The National Security Agency employs teams of hackers tasked with missions ranging from cyberattacks to counterterrorism, according to a German magazine that has published documents stolen by former NSA contractor Edward Snowden.
The teams, attached to the agency's Office of Tailored Access Operations (TAO), handle the bulk of the organization's missions at the tactical and operational level, Der Spiegel reports.
The magazine reports the TAO teams have gained access to sensitive information encrypted within private, secure networks belonging to world leaders and multinational corporations.
Established in 1997 within the NSA, the TAO teams specialize in breaking into highly secure computer networks, either to gather intelligence or manipulate those networks in offensive cyber warfare operations.
Working out of secure locations in the continental United States and abroad, with monikers such as the NSA's "Dagger Complex" in Germany, these teams have expanded to locations in Hawaii, Georgia, Colorado and the agency's headquarters at Ft. Meade, Md., according to Der Spiegel.
The office's branch in Texas, however, reportedly has spearheaded the agency's operations and has been the fastest-growing TAO team within the NSA. Based in San Antonio, the Texas branch is responsible for NSA intelligence operations in the Mideast, South and Central America, and Mexico.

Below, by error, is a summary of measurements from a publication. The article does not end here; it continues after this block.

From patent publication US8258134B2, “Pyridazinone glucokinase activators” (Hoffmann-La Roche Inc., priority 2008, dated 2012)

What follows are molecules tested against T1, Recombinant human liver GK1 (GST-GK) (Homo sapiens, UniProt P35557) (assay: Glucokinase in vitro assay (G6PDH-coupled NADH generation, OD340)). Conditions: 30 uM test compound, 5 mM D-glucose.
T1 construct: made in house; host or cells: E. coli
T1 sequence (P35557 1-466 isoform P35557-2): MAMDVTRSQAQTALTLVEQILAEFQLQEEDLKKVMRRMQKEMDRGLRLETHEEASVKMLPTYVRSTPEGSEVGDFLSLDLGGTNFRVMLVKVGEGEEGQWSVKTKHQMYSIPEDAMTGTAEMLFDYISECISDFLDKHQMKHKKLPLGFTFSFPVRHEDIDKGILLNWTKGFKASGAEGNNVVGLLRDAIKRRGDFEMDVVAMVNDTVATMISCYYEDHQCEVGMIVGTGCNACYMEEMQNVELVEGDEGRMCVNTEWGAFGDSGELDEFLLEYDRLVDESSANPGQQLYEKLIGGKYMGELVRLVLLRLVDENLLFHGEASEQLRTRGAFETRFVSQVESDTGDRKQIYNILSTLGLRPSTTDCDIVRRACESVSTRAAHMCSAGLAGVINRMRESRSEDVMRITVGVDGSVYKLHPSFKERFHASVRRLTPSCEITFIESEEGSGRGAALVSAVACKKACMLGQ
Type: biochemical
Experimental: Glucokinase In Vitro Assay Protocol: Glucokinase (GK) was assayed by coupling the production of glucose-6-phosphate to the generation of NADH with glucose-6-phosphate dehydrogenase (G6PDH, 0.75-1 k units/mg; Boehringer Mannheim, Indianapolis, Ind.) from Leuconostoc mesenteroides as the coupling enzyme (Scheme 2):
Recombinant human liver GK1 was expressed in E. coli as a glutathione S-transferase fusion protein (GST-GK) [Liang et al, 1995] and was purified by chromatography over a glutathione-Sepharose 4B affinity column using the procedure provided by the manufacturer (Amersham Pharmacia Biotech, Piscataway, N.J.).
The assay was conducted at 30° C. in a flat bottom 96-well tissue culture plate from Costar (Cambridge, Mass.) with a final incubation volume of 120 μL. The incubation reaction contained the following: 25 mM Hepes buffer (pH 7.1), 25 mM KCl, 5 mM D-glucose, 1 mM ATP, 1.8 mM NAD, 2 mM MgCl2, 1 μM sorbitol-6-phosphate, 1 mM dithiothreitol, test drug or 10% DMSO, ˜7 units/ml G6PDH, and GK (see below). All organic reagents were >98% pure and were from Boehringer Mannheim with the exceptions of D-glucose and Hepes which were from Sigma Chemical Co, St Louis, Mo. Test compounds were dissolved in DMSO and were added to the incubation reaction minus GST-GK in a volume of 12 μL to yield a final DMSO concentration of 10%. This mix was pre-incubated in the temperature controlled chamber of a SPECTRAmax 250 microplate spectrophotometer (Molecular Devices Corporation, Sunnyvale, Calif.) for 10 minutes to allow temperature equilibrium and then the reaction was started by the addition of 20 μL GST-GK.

With a team of 60 information technology specialists, the TAO Texas cell is expected to swell to upwards of 300 technicians by 2015, according to the magazine. The growth of the Texas branch, as well as the TAO teams overall, represent the importance of the agency's espionage operations to the U.S. military and intelligence community.
American regional and combat commands, from the Middle East to the Asia-Pacific region are "the biggest users and consumers" of the actionable intelligence produced by the NSA, Defense Secretary Chuck Hagel told reporters earlier this month.
But the revelations of the TAO teams, along with other sensitive details of NSA operations by Snowden, and the political blowback they have caused in Washington could end up doing more harm than good to U.S. military commanders.
"What I do not want to see here is a gap" in the intelligence flow from the NSA down to American units on the ground, at sea and in the air, the defense chief told reporters at the Pentagon.
Administration and U.S. intelligence officials assert Snowden stole more than 1.5 million classified documents detailing specific NSA programs and operations, only a small portion of which have been made public.
Snowden, who is currently receiving temporary asylum in Russia, is facing a slew of espionage charges should he return to the United States.
President Obama is weighing options to rein in the NSA, based on the recommendations of a White House panel, tasked with reviewing the agency's operations in the wake of the Snowden leaks.
The recommendations came just two days after a federal district court judge ruled that the NSA's phone surveillance operation appeared to violate the constitutional rights of millions of Americans.
— This report was updated on Monday at 6:20 a.m.